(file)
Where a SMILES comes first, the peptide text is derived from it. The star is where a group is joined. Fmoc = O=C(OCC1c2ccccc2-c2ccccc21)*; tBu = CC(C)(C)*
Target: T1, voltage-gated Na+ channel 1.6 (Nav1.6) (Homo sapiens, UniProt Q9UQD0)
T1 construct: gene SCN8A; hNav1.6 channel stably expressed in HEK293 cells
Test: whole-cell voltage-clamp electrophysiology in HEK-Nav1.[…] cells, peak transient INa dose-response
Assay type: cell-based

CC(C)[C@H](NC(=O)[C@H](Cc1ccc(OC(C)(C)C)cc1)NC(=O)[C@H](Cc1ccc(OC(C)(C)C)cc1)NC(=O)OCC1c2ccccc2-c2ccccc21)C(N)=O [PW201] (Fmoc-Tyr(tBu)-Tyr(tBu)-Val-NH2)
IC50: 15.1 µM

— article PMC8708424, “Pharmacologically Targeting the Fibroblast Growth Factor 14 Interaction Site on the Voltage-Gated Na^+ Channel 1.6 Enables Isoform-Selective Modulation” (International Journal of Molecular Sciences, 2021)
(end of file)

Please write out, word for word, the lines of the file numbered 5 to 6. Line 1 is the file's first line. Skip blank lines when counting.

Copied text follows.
Assay type: cell-based

CC(C)[C@H](NC(=O)[C@H](Cc1ccc(OC(C)(C)C)cc1)NC(=O)[C@H](Cc1ccc(OC(C)(C)C)cc1)NC(=O)OCC1c2ccccc2-c2ccccc21)C(N)=O [PW201] (Fmoc-Tyr(tBu)-Tyr(tBu)-Val-NH2)